Matthew Macklin admitted that he might hang up his gloves after his shock loss to Argentinian Jorge Sebastian Heiland at the 3Arena on Saturday.

Macklin was a heavy favourite to win the WBC middleweight title eliminator but found himself worn down by his younger opponent (27) before being knocked out in the tenth round.

The 32-year-old is considering his next move but admits that with his chances of a fourth world title shot now remote, he may call it a day.

"I don't want to rush into any decision but I think if that was a couple of years ago, there was no way he would have beaten me," he told RTÉ Sport.

"Maybe it's the long career, tough fights catching up. I don't know. I'll have to speak to my trainer and a few close friends but it [retirement] is definitely something I'll have to consider now.

"13 years being a professional is a long career. I've had a lot of tough fights, and a lot of hard training camps as well. Even the last year, just [picking up] more injuries that you're working around and getting through...

"At 32 now, losing to a guy like that, that I don't feel would have been able to live with me a couple of years ago, you do have to ask yourself...

"I always said the day I lose to someone I wouldn't have lost to a couple of years previous, that I'd walk away and that would be it for me.

"But I don't want to make any rushed decisions. I'll analyse it properly in the days and weeks to come but it's definitely something I'll be considering."

"I always said the day I lose to someone I wouldn't have lost to a couple of years previous, that I'd walk away and that would be it for me."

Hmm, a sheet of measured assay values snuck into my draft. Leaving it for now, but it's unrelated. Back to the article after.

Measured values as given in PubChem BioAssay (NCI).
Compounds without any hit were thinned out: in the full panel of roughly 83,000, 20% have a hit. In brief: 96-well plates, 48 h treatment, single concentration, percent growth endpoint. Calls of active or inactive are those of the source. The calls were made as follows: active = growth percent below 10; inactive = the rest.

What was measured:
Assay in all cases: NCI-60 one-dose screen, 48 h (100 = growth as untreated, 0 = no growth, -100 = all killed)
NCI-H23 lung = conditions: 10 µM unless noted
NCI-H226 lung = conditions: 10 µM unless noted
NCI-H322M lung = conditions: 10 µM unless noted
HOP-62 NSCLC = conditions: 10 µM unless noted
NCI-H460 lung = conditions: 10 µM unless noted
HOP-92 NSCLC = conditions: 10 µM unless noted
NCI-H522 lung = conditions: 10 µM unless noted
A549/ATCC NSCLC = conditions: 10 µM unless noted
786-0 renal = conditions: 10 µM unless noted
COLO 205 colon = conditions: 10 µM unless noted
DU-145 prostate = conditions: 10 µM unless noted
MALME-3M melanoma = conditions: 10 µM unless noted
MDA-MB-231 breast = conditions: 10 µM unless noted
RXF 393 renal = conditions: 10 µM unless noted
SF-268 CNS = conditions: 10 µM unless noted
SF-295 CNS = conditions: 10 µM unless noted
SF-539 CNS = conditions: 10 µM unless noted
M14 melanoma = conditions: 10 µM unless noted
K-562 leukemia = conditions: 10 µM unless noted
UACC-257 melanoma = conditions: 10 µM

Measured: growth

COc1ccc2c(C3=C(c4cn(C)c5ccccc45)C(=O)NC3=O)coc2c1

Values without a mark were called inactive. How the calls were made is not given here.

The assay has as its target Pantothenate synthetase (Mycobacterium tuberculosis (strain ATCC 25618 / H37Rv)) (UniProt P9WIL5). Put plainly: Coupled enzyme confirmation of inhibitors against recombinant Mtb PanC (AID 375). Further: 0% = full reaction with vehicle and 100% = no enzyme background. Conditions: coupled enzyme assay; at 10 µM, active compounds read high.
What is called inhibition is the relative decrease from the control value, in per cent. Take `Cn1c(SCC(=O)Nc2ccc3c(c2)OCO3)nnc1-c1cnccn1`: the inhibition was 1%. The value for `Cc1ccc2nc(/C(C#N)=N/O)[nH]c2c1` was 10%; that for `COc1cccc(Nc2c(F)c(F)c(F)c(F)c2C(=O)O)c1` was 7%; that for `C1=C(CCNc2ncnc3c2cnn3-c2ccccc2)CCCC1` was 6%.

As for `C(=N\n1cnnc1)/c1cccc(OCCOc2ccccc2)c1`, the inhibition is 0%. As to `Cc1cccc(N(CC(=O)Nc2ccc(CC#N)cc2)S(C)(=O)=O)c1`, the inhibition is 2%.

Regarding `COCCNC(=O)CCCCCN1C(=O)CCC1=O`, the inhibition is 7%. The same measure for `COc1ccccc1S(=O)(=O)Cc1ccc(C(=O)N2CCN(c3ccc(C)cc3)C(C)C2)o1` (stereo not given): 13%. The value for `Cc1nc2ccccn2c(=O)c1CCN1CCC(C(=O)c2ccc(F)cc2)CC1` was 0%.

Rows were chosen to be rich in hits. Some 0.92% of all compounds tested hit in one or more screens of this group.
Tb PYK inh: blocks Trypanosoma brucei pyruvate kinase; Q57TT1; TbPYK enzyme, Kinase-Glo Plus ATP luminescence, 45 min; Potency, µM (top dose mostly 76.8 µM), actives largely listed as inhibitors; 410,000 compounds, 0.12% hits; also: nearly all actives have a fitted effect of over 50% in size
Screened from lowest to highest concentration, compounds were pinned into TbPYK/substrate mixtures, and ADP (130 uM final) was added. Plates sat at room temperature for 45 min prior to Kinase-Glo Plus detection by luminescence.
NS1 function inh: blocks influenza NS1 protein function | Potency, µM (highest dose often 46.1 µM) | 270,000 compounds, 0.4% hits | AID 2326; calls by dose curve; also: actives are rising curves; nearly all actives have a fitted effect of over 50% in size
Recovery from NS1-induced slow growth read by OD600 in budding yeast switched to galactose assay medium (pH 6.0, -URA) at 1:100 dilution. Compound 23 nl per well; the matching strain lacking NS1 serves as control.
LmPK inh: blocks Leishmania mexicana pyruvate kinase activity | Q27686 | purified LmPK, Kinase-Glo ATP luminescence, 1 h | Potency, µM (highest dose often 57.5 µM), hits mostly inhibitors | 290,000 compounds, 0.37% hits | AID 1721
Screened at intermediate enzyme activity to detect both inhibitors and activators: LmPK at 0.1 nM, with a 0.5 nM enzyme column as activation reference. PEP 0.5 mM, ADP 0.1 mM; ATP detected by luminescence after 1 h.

Macklin (31 wins 6 defeats) said that he had felt confident going into the fight but just couldn't match Heiland's (25-4) intensity on the night. 

"I felt good in training coming up to the fight," he said. "I started well but it was a fast-paced fight and it suited him really, the younger, fresher man.

"I was struggling with the pace. Early on I was okay with it but I knew the pace was probably unsustainable.

"But he was piling on the pressure so I had to match him and go with it, otherwise he would have run away with the fight on the scorecards.

"The proof is in the pudding. When you're in training camp, you feel good and you're hitting times, sparring well, you feel confident but you don't really know until the night itself.

"Normally I could dig down and find another gear but I wasn't able to.

"My style's always been the intensity and pace I could fight at and not many people could stay with me, whereas on Saturday night he brought the intensity and I wasn't able to match him.

"I just couldn't find the energy that one time came easy. Maybe it's an age, miles-on-the clock thing."

Macklin didn't rule out the possibility of a meeting with fellow Irish middleweight Andy Lee, who fights Matt Korborov for the WBO title on 13 December, but suggested that without the chance to win a belt he might no longer have the motivation.

"We'll see what happens," he said. "That was a world title eliminator [against Heiland]. I could have taken easier fights but I wanted to become world champion. Now that looks very unlikely.

"At this stage of my career that's what I was still fighting for but I don't want to rush into a decision as you can feel very raw the days after a fight. I'll leave it to the New Year to make a decision but it [fighting Lee] probably looks unlikely at this stage. "